“A couple years ago, the notion of replacing a PC with one of Apple’s stylish Macintosh computers was fraught with risk, uncertainty, and incompatibility. Today, the computing landscape isn’t so black and white. Thanks to Apple’s conversion to the same Intel-based computing platform that mainstream Windows-based PCs use, as well as a host of software tools that make it easier than ever to interoperate between the Mac OS X and Windows worlds, buying a Mac is easier and smarter than ever. Sure, there are some hurdles to overcome. But for many people, choosing between a Mac and a PC doesn’t have to be an either-or proposition anymore,” Paul Thurrott writes for Connected Home.
Thurrott writes, “Apple and various third parties have also released software solutions that make it easy to run Windows on these new Intel-based Macs. (Although the reverse isn’t true: You can’t legally run Intel-based versions of Mac OS X on PCs made by other companies.) There are two basic types of solutions. First, you can use software such as Apple’s Boot Camp beta to dual-boot between Windows and Mac OS X on the same Mac hardware. Second, you can utilize a number of virtualization environments, such as Parallels Desktop, to run Windows ‘under’ Mac OS X on a software-based virtualized PC. Both methods involve some trade-offs, but either should satisfy any users’ particular needs.”
“Of course, before you can decide whether to use one of the interoperability solutions, you should determine if a Mac is the way to go. Historically, Macs have been more expensive than comparable PCs, but prices have come down in recent years and Apple’s machines are now much more competitive. Here’s the difference today: Because Apple offers only very specific Mac configurations with few customization options, you don’t get the wide range of price points in the Mac world as you do with PCs. So, you’ll generally be able to find much less expensive and—go figure—much more expensive PCs than Macs. But if a particular Mac model does meet your needs, you’ll generally find that it’s comparable in price to similar PCs,” Thurrott writes.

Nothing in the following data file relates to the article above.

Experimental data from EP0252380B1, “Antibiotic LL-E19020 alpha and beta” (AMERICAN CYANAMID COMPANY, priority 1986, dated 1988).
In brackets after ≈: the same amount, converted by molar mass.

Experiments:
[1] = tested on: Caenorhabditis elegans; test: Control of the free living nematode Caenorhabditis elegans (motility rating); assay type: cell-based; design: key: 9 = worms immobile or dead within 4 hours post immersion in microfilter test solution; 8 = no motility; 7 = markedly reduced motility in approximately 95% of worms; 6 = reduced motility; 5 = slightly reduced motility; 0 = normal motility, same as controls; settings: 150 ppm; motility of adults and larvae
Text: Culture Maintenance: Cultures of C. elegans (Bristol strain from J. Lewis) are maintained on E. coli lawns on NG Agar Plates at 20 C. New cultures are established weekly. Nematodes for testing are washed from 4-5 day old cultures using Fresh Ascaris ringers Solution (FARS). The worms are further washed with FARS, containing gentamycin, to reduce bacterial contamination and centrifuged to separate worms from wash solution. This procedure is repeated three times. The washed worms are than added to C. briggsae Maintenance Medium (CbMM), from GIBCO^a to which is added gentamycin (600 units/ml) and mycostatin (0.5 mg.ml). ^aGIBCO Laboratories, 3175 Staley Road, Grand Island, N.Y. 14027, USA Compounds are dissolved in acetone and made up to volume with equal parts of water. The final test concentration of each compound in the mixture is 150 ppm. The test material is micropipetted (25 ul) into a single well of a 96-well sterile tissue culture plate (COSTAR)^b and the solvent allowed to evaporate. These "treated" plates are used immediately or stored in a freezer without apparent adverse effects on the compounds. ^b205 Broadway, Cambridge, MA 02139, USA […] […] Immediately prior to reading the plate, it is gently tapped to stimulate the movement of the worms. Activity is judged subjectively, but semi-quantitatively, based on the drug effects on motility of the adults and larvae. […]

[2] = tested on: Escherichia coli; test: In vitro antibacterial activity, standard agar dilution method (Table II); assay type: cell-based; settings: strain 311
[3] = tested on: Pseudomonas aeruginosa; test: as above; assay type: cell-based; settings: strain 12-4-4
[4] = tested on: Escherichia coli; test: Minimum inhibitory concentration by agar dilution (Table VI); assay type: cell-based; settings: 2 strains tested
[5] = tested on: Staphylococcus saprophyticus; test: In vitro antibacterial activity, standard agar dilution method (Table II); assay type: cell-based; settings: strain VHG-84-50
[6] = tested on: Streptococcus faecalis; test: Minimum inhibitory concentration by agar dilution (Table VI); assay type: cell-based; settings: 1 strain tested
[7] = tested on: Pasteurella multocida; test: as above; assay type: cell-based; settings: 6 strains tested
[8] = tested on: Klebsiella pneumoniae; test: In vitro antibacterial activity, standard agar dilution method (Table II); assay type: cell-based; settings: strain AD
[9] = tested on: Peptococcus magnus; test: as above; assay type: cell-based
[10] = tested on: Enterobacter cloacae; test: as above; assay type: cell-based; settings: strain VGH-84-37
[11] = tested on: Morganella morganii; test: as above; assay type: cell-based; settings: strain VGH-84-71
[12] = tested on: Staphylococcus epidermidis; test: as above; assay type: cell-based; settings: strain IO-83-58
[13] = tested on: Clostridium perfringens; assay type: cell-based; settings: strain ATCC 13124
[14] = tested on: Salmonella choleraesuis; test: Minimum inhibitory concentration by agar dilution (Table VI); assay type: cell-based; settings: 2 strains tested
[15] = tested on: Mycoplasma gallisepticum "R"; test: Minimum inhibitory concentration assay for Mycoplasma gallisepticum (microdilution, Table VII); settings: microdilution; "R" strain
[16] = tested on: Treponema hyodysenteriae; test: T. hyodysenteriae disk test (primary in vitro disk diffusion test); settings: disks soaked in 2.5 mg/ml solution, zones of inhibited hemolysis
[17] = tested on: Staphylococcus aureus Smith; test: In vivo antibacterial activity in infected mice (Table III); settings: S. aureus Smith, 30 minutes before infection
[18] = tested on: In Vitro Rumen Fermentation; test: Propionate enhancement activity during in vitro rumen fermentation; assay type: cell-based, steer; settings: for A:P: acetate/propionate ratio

Thurrott writes, “All Macs share certain characteristics. They’re incredibly well made, beautiful to look at, and generally devoid of any extraneous ports and other doo-dads… for those who appreciate design, Macs are top-notch. All Macs come with Mac OS X and Apple’s highly valued iLife suite of digital media applications. In some ways, iLife is reason enough to own a Mac: There’s nothing like iLife on the PC side. Mac OS X isn’t as full-featured as Vista, but it’s also a lot less busy looking and serene in nature. Aimed more at technical users than consumers, Mac OS X isn’t so much friendly as it is austere and Spartan. But once you master its quirks, you’ll find you can be as productive as you are in Windows.”
MacDailyNews Note: Invest a bit of time and you’ll find that you’ll be more productive with a Mac than you would be with Windows. We also have no idea how Thurrott defines “full-featured,” but the statement “Mac OS X isn’t as full-featured as Vista” certainly doesn’t ring true with us. Perhaps he meant “derivative, bloated, unintuitive, and woefully insecure” instead? Mac OS X is clean and well-thought-out, more than it is “austere and Spartan,” and it can be as “friendly” as you want it to be, plus there’s always that Unix power underneath for those who wish to utilize it.
Thurrott continues, “With less than 3 percent of the market for computers worldwide, Mac OS X and the hardware it runs on might not seem a viable alternative to the Windows hegemony that most of us simply take for granted. Nothing could be further from the truth: Macs offer the best of both worlds, giving you the ability to run both Windows—with its huge software and games libraries—and Mac OS X—with its better security and iLife solutions—side by side on the same hardware. You might argue that a Mac is, in fact, the ultimate PC, simply because it can do so much more than other PCs. I believe this to be the case for many users.”
Oh, yes, there’s more in the full article, mostly all of it extremely positive about Apple’s Mac platform, here.
MacDailyNews Take: Wow! The fog has — at least temporarily — lifted for Thurrottt.
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